We have a long road ahead. We have to look back and acknowledge the flaws in our system and then, without cynicism, work to plug the holes and repair the broken edges.

And for the first time in four years, I think we can do it.

9 Comments on “Disability, Struggle, and Vindication

  1. I just read this post and have to say we are in the same shoes.

    I also am an RN at home struggling to accept the patient label at 30 years old. You are farther into this journey than me. I’m at 18 months and am also struggling on the disability front. It’s encouraging to hear that they approved yours.

    Last month I started IVIG and am due for my next round next week. I’m also currently having issues with bradycardia and tachycardia. No bradycardia until after the IVIG. I’m hoping it’s my body trying to figure out where earth is again.

    This journey of autoimmune autonomic neuropathy is definitely not for the faint of heart. Everyday I look back and try to figure out where my strength keeps coming from.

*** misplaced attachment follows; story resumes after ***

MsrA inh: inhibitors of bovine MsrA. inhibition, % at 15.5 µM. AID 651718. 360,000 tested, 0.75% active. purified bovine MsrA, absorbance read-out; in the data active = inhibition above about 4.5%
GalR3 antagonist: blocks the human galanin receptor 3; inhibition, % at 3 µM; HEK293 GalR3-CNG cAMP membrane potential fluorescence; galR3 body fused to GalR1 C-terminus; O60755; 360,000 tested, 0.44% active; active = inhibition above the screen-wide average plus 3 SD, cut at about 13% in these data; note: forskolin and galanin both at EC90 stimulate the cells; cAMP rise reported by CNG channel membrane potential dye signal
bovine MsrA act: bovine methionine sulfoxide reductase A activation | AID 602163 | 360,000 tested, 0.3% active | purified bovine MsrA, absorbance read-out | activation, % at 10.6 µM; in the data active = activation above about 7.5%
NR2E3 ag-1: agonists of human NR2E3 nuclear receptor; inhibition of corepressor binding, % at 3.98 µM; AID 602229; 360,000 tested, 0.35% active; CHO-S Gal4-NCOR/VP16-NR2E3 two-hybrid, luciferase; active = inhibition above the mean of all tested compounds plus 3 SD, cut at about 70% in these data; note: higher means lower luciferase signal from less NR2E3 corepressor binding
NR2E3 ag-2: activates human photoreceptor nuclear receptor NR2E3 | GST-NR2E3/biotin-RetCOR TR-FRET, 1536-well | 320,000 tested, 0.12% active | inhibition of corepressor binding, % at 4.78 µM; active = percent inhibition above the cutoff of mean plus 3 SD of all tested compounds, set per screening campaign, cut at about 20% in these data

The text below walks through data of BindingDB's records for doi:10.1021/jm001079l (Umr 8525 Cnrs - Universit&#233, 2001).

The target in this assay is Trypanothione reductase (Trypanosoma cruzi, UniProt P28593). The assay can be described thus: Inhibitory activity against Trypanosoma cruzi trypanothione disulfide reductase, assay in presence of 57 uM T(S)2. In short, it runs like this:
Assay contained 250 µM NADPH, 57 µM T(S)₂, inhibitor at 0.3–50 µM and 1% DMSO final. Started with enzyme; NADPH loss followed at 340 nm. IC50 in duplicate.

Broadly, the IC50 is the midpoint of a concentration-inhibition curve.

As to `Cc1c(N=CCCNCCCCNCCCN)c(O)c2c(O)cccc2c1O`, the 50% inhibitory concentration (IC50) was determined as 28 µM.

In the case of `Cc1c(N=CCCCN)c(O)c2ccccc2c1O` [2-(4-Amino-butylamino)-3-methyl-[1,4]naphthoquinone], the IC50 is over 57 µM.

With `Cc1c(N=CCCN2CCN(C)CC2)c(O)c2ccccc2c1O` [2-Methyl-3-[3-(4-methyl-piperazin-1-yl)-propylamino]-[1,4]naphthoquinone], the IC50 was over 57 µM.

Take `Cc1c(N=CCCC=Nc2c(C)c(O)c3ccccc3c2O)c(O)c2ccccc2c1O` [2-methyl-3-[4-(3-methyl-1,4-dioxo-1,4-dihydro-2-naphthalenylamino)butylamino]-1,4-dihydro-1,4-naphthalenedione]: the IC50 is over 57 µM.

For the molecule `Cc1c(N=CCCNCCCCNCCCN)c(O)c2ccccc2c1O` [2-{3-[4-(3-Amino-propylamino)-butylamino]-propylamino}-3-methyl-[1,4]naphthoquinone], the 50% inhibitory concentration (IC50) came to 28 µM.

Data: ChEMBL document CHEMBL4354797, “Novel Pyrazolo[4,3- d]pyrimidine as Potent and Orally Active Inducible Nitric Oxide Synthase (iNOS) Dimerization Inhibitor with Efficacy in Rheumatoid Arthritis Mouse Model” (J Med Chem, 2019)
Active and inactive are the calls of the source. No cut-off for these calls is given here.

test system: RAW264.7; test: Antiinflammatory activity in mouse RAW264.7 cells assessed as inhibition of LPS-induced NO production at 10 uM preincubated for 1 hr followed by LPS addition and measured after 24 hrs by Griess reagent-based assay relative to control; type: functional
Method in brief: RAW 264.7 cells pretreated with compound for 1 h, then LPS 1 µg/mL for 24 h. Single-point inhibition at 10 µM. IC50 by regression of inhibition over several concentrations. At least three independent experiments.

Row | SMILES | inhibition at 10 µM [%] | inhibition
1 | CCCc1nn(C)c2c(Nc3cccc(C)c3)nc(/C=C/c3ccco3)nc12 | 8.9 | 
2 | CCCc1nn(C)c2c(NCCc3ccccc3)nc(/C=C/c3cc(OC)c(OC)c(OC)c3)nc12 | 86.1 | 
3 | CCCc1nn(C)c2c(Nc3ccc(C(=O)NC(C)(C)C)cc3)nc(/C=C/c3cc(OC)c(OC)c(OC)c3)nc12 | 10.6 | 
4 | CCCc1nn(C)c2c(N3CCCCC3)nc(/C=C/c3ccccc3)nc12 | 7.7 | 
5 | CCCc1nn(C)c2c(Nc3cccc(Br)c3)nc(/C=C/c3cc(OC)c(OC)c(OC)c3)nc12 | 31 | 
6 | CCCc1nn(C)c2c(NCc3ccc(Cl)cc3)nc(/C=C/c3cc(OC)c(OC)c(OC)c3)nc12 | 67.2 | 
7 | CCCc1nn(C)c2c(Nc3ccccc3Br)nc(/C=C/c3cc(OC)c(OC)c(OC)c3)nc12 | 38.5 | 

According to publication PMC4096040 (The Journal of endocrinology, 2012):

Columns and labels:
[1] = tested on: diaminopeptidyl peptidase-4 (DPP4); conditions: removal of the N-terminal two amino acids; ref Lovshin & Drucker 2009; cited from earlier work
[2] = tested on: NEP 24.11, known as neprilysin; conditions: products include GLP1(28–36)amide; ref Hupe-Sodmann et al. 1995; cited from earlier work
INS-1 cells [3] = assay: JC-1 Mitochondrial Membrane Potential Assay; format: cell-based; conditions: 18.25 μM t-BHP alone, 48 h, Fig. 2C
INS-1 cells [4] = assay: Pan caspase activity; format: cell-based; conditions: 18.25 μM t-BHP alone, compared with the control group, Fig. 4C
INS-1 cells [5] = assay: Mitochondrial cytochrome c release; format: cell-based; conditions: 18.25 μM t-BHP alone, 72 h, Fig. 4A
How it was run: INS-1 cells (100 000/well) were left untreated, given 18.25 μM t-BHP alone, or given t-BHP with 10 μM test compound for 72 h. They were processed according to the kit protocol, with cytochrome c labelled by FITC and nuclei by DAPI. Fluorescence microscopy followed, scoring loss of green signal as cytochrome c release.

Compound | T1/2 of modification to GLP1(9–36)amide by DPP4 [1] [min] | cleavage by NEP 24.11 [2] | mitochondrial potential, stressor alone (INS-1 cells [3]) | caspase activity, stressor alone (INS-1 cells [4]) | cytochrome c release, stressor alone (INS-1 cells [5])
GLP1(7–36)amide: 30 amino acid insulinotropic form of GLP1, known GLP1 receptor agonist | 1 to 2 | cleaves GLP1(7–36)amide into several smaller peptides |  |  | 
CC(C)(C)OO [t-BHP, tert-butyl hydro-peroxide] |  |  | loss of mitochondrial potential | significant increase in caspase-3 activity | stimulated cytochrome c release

Here’s to better days and most definitely congrats on your disability coming through.

  2. Sarah, that is an amazingly beautifully expressed recounting of your struggles. I am so sorry you’ve had to endure this, but to look for some bright side to this, you have gained insights that most people might take a lifetime to learn. I’m definitely not trying to diminish how much of an overall nightmare this has been and continues to be, but you have gained a lot of wisdom and you’ve been a real advocate for people who need it. Bravo to you, sweetheart. I’m hoping you keep making a difference and that you find solace in that.

  3. Honestly, I could have written most of this. I lost my RN job due to the sudden onset of a mysterious illness, which has since been identified. It took me a few years to get awarded SSDI and Medicare and once I did, life got easier because like you said, I could focus on managing my illness.